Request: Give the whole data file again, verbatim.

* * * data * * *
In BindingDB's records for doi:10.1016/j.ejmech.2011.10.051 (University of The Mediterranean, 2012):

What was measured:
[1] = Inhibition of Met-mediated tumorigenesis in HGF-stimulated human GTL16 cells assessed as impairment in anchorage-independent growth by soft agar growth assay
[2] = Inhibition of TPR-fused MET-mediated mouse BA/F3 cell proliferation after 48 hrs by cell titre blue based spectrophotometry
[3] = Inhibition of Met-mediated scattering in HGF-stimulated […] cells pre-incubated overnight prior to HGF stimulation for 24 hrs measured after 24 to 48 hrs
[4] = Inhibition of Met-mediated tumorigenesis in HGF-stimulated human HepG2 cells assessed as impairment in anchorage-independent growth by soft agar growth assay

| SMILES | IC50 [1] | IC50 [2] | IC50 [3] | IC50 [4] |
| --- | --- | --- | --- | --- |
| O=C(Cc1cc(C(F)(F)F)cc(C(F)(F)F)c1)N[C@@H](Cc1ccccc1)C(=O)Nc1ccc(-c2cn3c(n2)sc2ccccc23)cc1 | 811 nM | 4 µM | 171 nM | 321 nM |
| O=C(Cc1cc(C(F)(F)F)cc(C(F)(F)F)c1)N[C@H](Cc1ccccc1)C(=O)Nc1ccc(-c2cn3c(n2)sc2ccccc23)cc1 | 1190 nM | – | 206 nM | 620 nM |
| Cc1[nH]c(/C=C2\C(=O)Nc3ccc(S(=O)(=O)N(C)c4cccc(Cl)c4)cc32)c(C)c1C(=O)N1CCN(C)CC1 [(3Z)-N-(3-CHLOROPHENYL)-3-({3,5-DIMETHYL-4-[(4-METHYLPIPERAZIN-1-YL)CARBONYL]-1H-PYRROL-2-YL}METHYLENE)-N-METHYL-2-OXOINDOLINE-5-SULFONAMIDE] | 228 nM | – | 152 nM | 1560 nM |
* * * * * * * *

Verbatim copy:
In BindingDB's records for doi:10.1016/j.ejmech.2011.10.051 (University of The Mediterranean, 2012):

What was measured:
[1] = Inhibition of Met-mediated tumorigenesis in HGF-stimulated human GTL16 cells assessed as impairment in anchorage-independent growth by soft agar growth assay
[2] = Inhibition of TPR-fused MET-mediated mouse BA/F3 cell proliferation after 48 hrs by cell titre blue based spectrophotometry
[3] = Inhibition of Met-mediated scattering in HGF-stimulated […] cells pre-incubated overnight prior to HGF stimulation for 24 hrs measured after 24 to 48 hrs
[4] = Inhibition of Met-mediated tumorigenesis in HGF-stimulated human HepG2 cells assessed as impairment in anchorage-independent growth by soft agar growth assay

| SMILES | IC50 [1] | IC50 [2] | IC50 [3] | IC50 [4] |
| --- | --- | --- | --- | --- |
| O=C(Cc1cc(C(F)(F)F)cc(C(F)(F)F)c1)N[C@@H](Cc1ccccc1)C(=O)Nc1ccc(-c2cn3c(n2)sc2ccccc23)cc1 | 811 nM | 4 µM | 171 nM | 321 nM |
| O=C(Cc1cc(C(F)(F)F)cc(C(F)(F)F)c1)N[C@H](Cc1ccccc1)C(=O)Nc1ccc(-c2cn3c(n2)sc2ccccc23)cc1 | 1190 nM | – | 206 nM | 620 nM |
| Cc1[nH]c(/C=C2\C(=O)Nc3ccc(S(=O)(=O)N(C)c4cccc(Cl)c4)cc32)c(C)c1C(=O)N1CCN(C)CC1 [(3Z)-N-(3-CHLOROPHENYL)-3-({3,5-DIMETHYL-4-[(4-METHYLPIPERAZIN-1-YL)CARBONYL]-1H-PYRROL-2-YL}METHYLENE)-N-METHYL-2-OXOINDOLINE-5-SULFONAMIDE] | 228 nM | – | 152 nM | 1560 nM |